What you need to know:
- In August loans dispensed through mobile money stood at Shs31.44b, according to Ministry of Finance
Mobile Money subscribers borrowed Shs31.44b in August, according to data from Ministry of Finance.
The money is accessed through short-term micro loans, which carry a monthly interest of between 8 percent and 12 percent and a recovery of at least 30 days without the option of rolling over.
It is the first time the Ministry of Finance is capturing mobile money loans under private sector credit, which signals the increasing importance of digital micro loans to the credit eco-system.
Efforts to get previous contributions of mobile money loans to private sector credit were futile by press time.
However, the Performance of the Economy report for September noted that mobile money credit has created an alternative for micro borrowers, many of whom are non-collateralised.
“This reflects the benefits of digitising the economy and underscores the potential for growth in this area,” the report reads in part, noting that majority of loan applications were approved.
During August, the report indicates, mobile money loans stood at Shs31.44b, with an approval rate of above 95 percent, which was a 2.9 percent contribution on the total amount of loans extended to the private sector.
The report further indicates that the value of private sector credit stood at Shs1.08 trillion in August, but was 2.7 percent lower than Shs1.12 trillion in July. The Shs1.08 trillion was disbursed against Shs1.6 trillion worth of applications, resulting in an approval rate of 65.7 percent, which was better than the 61 percent registered in July.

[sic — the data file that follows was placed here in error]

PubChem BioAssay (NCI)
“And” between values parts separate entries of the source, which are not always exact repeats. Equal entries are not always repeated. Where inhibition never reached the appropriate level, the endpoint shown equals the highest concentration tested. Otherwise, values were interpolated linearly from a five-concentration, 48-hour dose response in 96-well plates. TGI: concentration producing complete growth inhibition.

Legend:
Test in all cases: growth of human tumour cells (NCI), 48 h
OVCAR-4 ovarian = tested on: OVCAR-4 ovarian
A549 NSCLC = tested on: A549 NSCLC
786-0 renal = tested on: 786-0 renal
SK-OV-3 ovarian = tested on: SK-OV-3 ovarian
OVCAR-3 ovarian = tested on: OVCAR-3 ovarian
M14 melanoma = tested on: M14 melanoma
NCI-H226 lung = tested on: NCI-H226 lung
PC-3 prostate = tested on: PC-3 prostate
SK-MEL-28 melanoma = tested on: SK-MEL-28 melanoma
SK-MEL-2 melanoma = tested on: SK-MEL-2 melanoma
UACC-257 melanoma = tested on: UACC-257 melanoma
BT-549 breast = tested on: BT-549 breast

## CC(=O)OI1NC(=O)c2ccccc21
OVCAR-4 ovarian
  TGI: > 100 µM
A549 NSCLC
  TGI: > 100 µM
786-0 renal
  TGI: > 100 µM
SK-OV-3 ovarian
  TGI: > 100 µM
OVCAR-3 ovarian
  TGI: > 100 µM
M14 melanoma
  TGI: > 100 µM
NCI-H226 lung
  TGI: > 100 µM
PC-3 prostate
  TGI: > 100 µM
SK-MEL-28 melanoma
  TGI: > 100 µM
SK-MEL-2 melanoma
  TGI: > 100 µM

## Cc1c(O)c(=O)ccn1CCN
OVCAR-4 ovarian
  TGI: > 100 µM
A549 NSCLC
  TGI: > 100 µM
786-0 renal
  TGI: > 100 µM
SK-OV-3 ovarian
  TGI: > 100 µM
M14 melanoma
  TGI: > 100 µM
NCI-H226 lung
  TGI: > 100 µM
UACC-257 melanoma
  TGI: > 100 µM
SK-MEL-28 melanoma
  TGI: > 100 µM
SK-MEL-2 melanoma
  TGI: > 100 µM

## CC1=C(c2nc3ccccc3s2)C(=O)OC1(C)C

During the period, loans approved for personal and household use, under which mobile money falls, increased from Shs298.83b in July to Shs345.86b, while disbursements to agriculture rose from Shs133.9b to Shs160.5b.
The contribution of mobile money loans remains low, but government indicates it has potential to grow due to increased digitisation of the economy.
Loans through mobile money have been growing in the last five years, creating an alternative window through which micro borrowers access credit, even as the Ministry of Finance report does not show how many Ugandans on average borrow through the platform.
Mobile money loans have also become a revenue stream for electronic money operators with telecoms being the biggest beneficiaries.
For instance, in the last two years loans approved through MTN mobile money grew to an average of Shs355.5b, amid Covid-19 related disruptions and economic volatilities, which slowed growth of private sector credit .
During the year ended December 2022, MTN mobile money credit increased by Shs91b, growing to Shs401b from Shs310b in 2021 with the number of applications growing to 15.3 million.
Telecoms continue to roll out credit facilities, among which include MTN’s MoKash and MoSente, operated through NCBA and Jumo, respectively, while Airtel operates Wewole, which is also operated by Jumo, among others.
MTN recently indicated that whereas credit applications had slowed in 2021 due to poor repayment, they have since 2022 recovered and are projected to grow further.